news digest | May 9, 2023 |
Ikea grapples with inflation, Bunny Williams makes a big change and more

The coronation of King Charles III drew global attention this weekend, but design lovers had their eyes on the once-in-a-lifetime event’s decor—including a textile screen that concealed the king during the ceremony, a wooden throne dating back to 1296 and the first glimpse of a centuries-old mosaic floor uncovered in the historic Westminster Abbey. Stay in the know with our weekly roundup of headlines, launches, events, recommended reading and more.

Business News
Avocado, a Hoboken, New Jersey–based direct-to-consumer mattress brand, is facing a class action complaint accusing the company of misleading consumers by claiming its products are made of “organic, natural and non-toxic materials,” Furniture Today reports. Filed by California residents Akeem Pina and Richard Roberts, the federal lawsuit accuses the company of fraud, negligent misrepresentation, unfair and unlawful trade practices and false advertising, among other claims. Pina and Roberts separately purchased Avocado products online in 2018 and 2019, then sent materials this year to a University of Wisconsin–Madison rubber-formulation expert. They allege that accredited lab testing of Avocado’s Green Mattress revealed the presence of chemicals like Wingstay L—which may cause birth defects and reproductive harm—along with other substances associated with eye, skin and respiratory irritation. “We cannot comment specifically on the case, which we intend to contest,” the company said in a statement issued to Furniture Today. “That said, we stand by our third-party certifications and the organizations that audit, screen and test our products.”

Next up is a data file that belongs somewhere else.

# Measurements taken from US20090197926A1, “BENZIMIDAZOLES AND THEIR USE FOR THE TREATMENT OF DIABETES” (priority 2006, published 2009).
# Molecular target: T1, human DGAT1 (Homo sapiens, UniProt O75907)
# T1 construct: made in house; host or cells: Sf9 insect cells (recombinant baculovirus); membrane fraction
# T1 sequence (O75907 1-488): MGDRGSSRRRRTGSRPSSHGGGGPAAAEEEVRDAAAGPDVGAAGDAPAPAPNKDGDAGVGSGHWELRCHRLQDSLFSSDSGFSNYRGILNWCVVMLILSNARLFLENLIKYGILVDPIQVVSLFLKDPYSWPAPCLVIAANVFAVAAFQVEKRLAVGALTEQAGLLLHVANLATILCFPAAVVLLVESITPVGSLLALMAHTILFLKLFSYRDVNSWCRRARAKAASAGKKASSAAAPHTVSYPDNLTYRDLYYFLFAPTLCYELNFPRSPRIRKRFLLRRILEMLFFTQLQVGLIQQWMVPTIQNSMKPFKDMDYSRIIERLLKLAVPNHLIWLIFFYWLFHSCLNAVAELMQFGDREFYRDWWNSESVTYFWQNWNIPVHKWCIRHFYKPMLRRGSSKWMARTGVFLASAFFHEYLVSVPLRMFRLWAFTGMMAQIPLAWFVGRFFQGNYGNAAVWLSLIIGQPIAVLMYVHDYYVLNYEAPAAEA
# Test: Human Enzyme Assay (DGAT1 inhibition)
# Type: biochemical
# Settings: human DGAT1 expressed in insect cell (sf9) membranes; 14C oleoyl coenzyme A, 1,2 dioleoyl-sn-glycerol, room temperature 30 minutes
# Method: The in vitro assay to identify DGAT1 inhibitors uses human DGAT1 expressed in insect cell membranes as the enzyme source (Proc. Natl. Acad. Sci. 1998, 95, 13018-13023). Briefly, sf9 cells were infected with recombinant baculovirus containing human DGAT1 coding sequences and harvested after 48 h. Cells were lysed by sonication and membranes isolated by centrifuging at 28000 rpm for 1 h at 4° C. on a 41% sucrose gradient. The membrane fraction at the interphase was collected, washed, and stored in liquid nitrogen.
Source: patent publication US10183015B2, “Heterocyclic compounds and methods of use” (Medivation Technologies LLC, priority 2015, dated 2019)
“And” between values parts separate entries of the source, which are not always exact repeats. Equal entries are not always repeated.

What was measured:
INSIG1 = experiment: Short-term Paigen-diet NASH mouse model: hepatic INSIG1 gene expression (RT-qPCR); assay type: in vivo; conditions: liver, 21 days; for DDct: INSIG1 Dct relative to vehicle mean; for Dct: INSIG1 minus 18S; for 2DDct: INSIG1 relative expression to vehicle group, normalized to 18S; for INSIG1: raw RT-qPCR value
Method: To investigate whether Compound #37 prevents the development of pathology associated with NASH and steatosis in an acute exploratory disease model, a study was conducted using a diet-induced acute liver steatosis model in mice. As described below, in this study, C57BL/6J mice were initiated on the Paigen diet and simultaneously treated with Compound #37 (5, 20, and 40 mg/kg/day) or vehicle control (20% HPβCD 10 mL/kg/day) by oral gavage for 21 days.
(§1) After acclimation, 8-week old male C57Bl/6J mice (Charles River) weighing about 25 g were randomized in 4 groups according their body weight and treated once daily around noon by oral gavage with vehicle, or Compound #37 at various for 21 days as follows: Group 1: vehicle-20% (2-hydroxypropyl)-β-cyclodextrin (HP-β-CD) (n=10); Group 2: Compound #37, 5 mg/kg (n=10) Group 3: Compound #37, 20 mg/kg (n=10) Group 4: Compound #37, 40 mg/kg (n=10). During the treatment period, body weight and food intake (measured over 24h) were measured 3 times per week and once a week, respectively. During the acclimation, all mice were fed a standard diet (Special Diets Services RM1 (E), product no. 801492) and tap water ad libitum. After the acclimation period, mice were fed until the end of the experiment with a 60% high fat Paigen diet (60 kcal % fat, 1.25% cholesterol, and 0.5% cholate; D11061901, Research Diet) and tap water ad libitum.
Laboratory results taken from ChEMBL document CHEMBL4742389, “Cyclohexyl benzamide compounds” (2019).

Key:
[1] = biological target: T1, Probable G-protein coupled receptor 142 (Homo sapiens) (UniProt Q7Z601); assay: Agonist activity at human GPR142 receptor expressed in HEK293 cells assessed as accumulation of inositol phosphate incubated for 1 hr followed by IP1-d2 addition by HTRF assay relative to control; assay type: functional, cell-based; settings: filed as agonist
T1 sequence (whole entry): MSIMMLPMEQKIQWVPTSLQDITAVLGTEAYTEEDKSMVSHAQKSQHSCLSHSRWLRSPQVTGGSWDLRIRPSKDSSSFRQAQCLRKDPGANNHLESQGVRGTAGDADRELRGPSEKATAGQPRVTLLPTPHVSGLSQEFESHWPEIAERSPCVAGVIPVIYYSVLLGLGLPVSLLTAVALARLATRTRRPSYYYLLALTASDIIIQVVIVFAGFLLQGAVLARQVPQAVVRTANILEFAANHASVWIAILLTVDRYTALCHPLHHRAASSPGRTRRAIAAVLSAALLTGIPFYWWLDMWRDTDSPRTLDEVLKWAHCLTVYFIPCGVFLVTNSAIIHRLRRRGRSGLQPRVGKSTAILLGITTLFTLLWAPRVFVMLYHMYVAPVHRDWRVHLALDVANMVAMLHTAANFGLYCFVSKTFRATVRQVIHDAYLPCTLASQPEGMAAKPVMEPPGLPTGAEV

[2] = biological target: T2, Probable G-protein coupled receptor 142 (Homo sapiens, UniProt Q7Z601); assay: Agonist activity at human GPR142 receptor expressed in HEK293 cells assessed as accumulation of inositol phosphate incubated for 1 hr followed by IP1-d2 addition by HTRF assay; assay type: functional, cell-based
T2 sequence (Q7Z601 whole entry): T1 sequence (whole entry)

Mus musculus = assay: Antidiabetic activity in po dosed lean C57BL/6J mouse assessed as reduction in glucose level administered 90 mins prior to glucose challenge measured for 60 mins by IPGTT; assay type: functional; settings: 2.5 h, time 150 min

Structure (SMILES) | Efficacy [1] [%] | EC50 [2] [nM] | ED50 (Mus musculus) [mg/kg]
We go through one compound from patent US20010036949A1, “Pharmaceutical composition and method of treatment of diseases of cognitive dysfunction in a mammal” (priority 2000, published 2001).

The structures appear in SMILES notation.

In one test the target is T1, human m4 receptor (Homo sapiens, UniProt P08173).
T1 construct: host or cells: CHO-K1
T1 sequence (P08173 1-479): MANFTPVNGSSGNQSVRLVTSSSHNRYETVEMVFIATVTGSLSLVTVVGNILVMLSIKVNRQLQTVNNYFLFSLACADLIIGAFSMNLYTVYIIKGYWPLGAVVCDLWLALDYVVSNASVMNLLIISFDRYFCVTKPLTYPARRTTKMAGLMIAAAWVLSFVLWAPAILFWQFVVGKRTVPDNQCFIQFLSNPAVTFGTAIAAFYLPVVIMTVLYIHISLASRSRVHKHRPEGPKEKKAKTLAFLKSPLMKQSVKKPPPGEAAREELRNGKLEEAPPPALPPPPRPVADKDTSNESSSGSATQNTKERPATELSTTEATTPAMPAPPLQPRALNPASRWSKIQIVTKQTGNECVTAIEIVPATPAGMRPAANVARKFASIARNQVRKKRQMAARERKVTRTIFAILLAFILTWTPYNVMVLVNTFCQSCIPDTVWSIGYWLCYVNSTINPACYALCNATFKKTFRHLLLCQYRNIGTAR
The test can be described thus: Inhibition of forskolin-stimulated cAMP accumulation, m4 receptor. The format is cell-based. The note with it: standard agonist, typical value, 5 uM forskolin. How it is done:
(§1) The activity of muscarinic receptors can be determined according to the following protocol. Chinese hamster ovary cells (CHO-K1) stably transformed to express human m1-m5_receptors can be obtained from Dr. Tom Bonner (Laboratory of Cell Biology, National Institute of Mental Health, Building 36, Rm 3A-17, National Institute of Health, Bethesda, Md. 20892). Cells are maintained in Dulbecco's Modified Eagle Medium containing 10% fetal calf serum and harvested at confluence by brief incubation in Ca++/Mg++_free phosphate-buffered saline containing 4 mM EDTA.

Tempur Sealy International signed a deal to acquire retailer Mattress Firm in a $4 billion cash-and-stock deal expected to close in the second half of 2024, Reuters reports. The move comes just a few months after Mattress Firm withdrew its plans to go public, citing a slowdown in sales following the rapid growth it experienced during the early months of the pandemic. Following the purchase, Mattress Firm will continue to operate as an independent entity within Tempur Sealy, with the combined company set to operate a footprint of about 3,000 stores globally, 30 online platforms and 71 manufacturing facilities.